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Adherence to antidiabetic treatment among patients managed in primary care centres in Spain: the INTENSE study

  • Author Footnotes
    1 0000-0003-3768-8112
    Bogdan Vlacho
    Correspondence
    Correspondence to: USR Barcelona, DIAP J Gol, Sardenya 375 Entresol, Barcelona 08025, Spain.
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    1 0000-0003-3768-8112
    Affiliations
    DAP-Cat group, Unitat de Suport a la Recerca Barcelona, Fundació Institut Universitari per a la recerca a l'Atenció Primària de Salut Jordi Gol i Gurina (IDIAPJGol), Barcelona, Spain

    Institut de Recerca Hospital de la Santa Creu i Sant Pau, Barcelona, Spain
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  • Flora López Simarro
    Affiliations
    DAP-Cat group, Unitat de Suport a la Recerca Barcelona, Fundació Institut Universitari per a la recerca a l'Atenció Primària de Salut Jordi Gol i Gurina (IDIAPJGol), Barcelona, Spain

    Primary Health Care Center Martorell, Gerència Territorial Metropolitana Sud, Institut Català de la Salut, Martorell, Spain
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  • Manel Mata-Cases
    Affiliations
    DAP-Cat group, Unitat de Suport a la Recerca Barcelona, Fundació Institut Universitari per a la recerca a l'Atenció Primària de Salut Jordi Gol i Gurina (IDIAPJGol), Barcelona, Spain

    Primary Health Care Center La Mina, Gerència d’Àmbit d'Atenció Primària Barcelona Ciutat, Institut Català de la Salut, Sant Adrià de Besòs, Spain

    CIBER of Diabetes and Associated Metabolic Diseases (CIBERDEM), Instituto de Salud Carlos III (ISCIII), Madrid, Spain
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  • Sonia Miravet
    Affiliations
    DAP-Cat group, Unitat de Suport a la Recerca Barcelona, Fundació Institut Universitari per a la recerca a l'Atenció Primària de Salut Jordi Gol i Gurina (IDIAPJGol), Barcelona, Spain

    Primary Health Care Center Martorell, Gerència Territorial Metropolitana Sud, Institut Català de la Salut, Martorell, Spain
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  • José Escribano-Serrano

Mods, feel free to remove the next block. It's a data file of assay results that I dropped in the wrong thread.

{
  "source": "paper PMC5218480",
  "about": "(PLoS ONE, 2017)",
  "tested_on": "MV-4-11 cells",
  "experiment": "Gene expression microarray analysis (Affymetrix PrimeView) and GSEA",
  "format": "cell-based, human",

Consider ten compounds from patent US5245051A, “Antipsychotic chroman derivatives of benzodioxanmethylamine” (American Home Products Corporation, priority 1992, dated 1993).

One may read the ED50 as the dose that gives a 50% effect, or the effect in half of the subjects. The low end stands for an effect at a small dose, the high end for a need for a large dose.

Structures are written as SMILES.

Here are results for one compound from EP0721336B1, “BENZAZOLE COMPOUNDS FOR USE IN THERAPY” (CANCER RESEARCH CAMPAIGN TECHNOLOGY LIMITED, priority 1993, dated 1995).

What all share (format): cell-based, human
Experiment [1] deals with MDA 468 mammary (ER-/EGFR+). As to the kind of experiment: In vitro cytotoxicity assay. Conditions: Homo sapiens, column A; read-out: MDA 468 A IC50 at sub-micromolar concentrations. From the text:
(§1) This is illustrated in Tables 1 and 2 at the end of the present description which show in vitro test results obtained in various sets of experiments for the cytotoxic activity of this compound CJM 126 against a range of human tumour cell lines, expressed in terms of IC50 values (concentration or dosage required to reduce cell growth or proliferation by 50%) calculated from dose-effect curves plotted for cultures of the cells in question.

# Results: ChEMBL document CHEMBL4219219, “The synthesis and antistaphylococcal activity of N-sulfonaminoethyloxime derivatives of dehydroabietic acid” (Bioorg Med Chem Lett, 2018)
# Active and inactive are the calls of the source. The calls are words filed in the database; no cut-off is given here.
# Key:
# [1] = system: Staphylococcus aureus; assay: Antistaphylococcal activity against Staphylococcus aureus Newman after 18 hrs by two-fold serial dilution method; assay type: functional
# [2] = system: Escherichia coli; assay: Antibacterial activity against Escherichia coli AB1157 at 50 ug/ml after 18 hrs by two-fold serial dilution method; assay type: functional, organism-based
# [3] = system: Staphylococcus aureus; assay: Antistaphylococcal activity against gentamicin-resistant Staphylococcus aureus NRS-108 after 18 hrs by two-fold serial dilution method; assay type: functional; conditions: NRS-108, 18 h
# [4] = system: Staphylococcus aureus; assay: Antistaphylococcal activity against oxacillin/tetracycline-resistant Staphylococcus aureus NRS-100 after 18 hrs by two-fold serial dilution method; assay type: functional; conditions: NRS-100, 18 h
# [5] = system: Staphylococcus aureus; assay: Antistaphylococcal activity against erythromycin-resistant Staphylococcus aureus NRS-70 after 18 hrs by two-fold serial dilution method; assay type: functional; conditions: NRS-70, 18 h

Affiliations
    Unidad Gestión Clínica San Roque, Área de Gestión Sanitaria Campo de Gibraltar Este, Instituto de Investigación e Innovación Biomédica de Cádiz, Spain
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  • David Asensio
    Affiliations
    Medical & Health Public Affairs Department, Almirall, S.A., Sant Feliu de Llobregat, Spain
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  • Xavi Cortes
    Affiliations
    Medical & Health Public Affairs Department, Almirall, S.A., Sant Feliu de Llobregat, Spain
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  • Author Footnotes
    2 0000-0002-5175-1555
    Josep Franch-Nadal
    Correspondence
    Correspondence to: DAP-Cat group, Unitat de Suport a la Recerca Barcelona Ciutat, Carrer Sardenya 375, Entresuelo, Barcelona 08025, Spain.
    Footnotes
    2 0000-0002-5175-1555
    Affiliations
    DAP-Cat group, Unitat de Suport a la Recerca Barcelona, Fundació Institut Universitari per a la recerca a l'Atenció Primària de Salut Jordi Gol i Gurina (IDIAPJGol), Barcelona, Spain

    CIBER of Diabetes and Associated Metabolic Diseases (CIBERDEM), Instituto de Salud Carlos III (ISCIII), Madrid, Spain

    Primary Health Care Center Raval Sud, Gerència d’Àmbit d'Atenció Primària Barcelona Ciutat, Institut Català de la Salut, Barcelona, Spain
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  • Author Footnotes
    1 0000-0003-3768-8112
    2 0000-0002-5175-1555
Open AccessPublished:November 02, 2022DOI:https://doi.org/10.1016/j.pcd.2022.10.004

      Highlights

      • 49.5% of the participants were poorly adherent (PDC<80%) to NIADs.
      • The lowest mean adherence was observed among participants using GLP1-RA.
      • High HbA1c, the use of GLP1-RA or SGLT-2i was associated with poor adherence.
      • Higher ARMS-e score was observed in the poor adherence group.

      Abstract

      Aims